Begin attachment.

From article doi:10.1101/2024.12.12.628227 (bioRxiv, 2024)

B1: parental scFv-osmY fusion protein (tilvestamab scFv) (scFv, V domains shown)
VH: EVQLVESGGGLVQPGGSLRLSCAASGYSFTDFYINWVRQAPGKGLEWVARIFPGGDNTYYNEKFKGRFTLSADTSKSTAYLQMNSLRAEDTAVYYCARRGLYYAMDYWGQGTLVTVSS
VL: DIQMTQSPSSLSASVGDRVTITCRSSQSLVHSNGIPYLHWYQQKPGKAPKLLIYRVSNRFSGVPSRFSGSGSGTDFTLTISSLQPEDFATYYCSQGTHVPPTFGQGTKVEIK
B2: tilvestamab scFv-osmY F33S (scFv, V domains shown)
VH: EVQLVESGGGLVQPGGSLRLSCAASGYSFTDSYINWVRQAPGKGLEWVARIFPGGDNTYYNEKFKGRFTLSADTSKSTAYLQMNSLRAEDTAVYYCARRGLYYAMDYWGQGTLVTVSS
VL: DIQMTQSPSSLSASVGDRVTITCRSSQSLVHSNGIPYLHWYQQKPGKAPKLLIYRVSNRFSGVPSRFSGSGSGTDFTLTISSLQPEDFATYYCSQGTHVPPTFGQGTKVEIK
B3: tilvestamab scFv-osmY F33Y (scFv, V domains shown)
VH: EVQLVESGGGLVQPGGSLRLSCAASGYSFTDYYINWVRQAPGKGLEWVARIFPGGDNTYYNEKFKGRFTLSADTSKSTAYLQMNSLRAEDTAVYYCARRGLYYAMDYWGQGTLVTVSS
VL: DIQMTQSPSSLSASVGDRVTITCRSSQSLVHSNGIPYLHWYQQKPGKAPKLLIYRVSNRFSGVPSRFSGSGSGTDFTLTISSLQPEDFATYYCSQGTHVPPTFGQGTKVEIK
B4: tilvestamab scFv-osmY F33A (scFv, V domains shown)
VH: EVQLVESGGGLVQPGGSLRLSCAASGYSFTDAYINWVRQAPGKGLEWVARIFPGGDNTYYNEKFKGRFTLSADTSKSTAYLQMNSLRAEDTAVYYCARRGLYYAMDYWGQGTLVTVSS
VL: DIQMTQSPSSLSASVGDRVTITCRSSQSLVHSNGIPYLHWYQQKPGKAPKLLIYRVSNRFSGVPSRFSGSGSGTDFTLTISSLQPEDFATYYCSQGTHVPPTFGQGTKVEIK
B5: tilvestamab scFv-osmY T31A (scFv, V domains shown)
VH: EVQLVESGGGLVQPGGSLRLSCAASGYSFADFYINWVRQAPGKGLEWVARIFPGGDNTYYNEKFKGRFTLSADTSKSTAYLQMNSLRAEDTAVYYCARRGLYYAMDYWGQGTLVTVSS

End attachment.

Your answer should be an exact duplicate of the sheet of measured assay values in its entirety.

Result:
From article doi:10.1101/2024.12.12.628227 (bioRxiv, 2024)

B1: parental scFv-osmY fusion protein (tilvestamab scFv) (scFv, V domains shown)
VH: EVQLVESGGGLVQPGGSLRLSCAASGYSFTDFYINWVRQAPGKGLEWVARIFPGGDNTYYNEKFKGRFTLSADTSKSTAYLQMNSLRAEDTAVYYCARRGLYYAMDYWGQGTLVTVSS
VL: DIQMTQSPSSLSASVGDRVTITCRSSQSLVHSNGIPYLHWYQQKPGKAPKLLIYRVSNRFSGVPSRFSGSGSGTDFTLTISSLQPEDFATYYCSQGTHVPPTFGQGTKVEIK
B2: tilvestamab scFv-osmY F33S (scFv, V domains shown)
VH: EVQLVESGGGLVQPGGSLRLSCAASGYSFTDSYINWVRQAPGKGLEWVARIFPGGDNTYYNEKFKGRFTLSADTSKSTAYLQMNSLRAEDTAVYYCARRGLYYAMDYWGQGTLVTVSS
VL: DIQMTQSPSSLSASVGDRVTITCRSSQSLVHSNGIPYLHWYQQKPGKAPKLLIYRVSNRFSGVPSRFSGSGSGTDFTLTISSLQPEDFATYYCSQGTHVPPTFGQGTKVEIK
B3: tilvestamab scFv-osmY F33Y (scFv, V domains shown)
VH: EVQLVESGGGLVQPGGSLRLSCAASGYSFTDYYINWVRQAPGKGLEWVARIFPGGDNTYYNEKFKGRFTLSADTSKSTAYLQMNSLRAEDTAVYYCARRGLYYAMDYWGQGTLVTVSS
VL: DIQMTQSPSSLSASVGDRVTITCRSSQSLVHSNGIPYLHWYQQKPGKAPKLLIYRVSNRFSGVPSRFSGSGSGTDFTLTISSLQPEDFATYYCSQGTHVPPTFGQGTKVEIK
B4: tilvestamab scFv-osmY F33A (scFv, V domains shown)
VH: EVQLVESGGGLVQPGGSLRLSCAASGYSFTDAYINWVRQAPGKGLEWVARIFPGGDNTYYNEKFKGRFTLSADTSKSTAYLQMNSLRAEDTAVYYCARRGLYYAMDYWGQGTLVTVSS
VL: DIQMTQSPSSLSASVGDRVTITCRSSQSLVHSNGIPYLHWYQQKPGKAPKLLIYRVSNRFSGVPSRFSGSGSGTDFTLTISSLQPEDFATYYCSQGTHVPPTFGQGTKVEIK
B5: tilvestamab scFv-osmY T31A (scFv, V domains shown)
VH: EVQLVESGGGLVQPGGSLRLSCAASGYSFADFYINWVRQAPGKGLEWVARIFPGGDNTYYNEKFKGRFTLSADTSKSTAYLQMNSLRAEDTAVYYCARRGLYYAMDYWGQGTLVTVSS